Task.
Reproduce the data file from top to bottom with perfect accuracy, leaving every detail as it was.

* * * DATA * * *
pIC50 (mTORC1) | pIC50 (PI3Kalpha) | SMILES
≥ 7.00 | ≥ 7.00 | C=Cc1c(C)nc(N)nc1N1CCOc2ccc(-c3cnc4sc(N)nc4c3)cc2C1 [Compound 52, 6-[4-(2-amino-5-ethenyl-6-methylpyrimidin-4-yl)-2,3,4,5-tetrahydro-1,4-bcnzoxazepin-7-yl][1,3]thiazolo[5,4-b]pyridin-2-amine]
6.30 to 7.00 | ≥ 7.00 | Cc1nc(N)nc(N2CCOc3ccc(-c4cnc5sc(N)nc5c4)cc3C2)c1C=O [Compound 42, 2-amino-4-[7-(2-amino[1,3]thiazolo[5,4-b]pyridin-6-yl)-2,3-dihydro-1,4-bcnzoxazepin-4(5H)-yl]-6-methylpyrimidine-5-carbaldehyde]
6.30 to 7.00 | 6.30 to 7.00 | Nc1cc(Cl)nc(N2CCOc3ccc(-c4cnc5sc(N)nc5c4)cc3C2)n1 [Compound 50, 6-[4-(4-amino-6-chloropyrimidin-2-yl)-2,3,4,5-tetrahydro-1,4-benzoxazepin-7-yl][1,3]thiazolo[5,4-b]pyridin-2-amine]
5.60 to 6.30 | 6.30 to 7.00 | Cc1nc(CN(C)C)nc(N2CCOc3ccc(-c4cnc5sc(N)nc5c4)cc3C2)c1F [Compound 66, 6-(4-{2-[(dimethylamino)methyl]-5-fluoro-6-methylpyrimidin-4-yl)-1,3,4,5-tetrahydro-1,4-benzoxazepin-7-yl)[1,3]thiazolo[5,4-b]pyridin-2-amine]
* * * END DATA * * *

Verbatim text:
pIC50 (mTORC1) | pIC50 (PI3Kalpha) | SMILES
≥ 7.00 | ≥ 7.00 | C=Cc1c(C)nc(N)nc1N1CCOc2ccc(-c3cnc4sc(N)nc4c3)cc2C1 [Compound 52, 6-[4-(2-amino-5-ethenyl-6-methylpyrimidin-4-yl)-2,3,4,5-tetrahydro-1,4-bcnzoxazepin-7-yl][1,3]thiazolo[5,4-b]pyridin-2-amine]
6.30 to 7.00 | ≥ 7.00 | Cc1nc(N)nc(N2CCOc3ccc(-c4cnc5sc(N)nc5c4)cc3C2)c1C=O [Compound 42, 2-amino-4-[7-(2-amino[1,3]thiazolo[5,4-b]pyridin-6-yl)-2,3-dihydro-1,4-bcnzoxazepin-4(5H)-yl]-6-methylpyrimidine-5-carbaldehyde]
6.30 to 7.00 | 6.30 to 7.00 | Nc1cc(Cl)nc(N2CCOc3ccc(-c4cnc5sc(N)nc5c4)cc3C2)n1 [Compound 50, 6-[4-(4-amino-6-chloropyrimidin-2-yl)-2,3,4,5-tetrahydro-1,4-benzoxazepin-7-yl][1,3]thiazolo[5,4-b]pyridin-2-amine]
5.60 to 6.30 | 6.30 to 7.00 | Cc1nc(CN(C)C)nc(N2CCOc3ccc(-c4cnc5sc(N)nc5c4)cc3C2)c1F [Compound 66, 6-(4-{2-[(dimethylamino)methyl]-5-fluoro-6-methylpyrimidin-4-yl)-1,3,4,5-tetrahydro-1,4-benzoxazepin-7-yl)[1,3]thiazolo[5,4-b]pyridin-2-amine]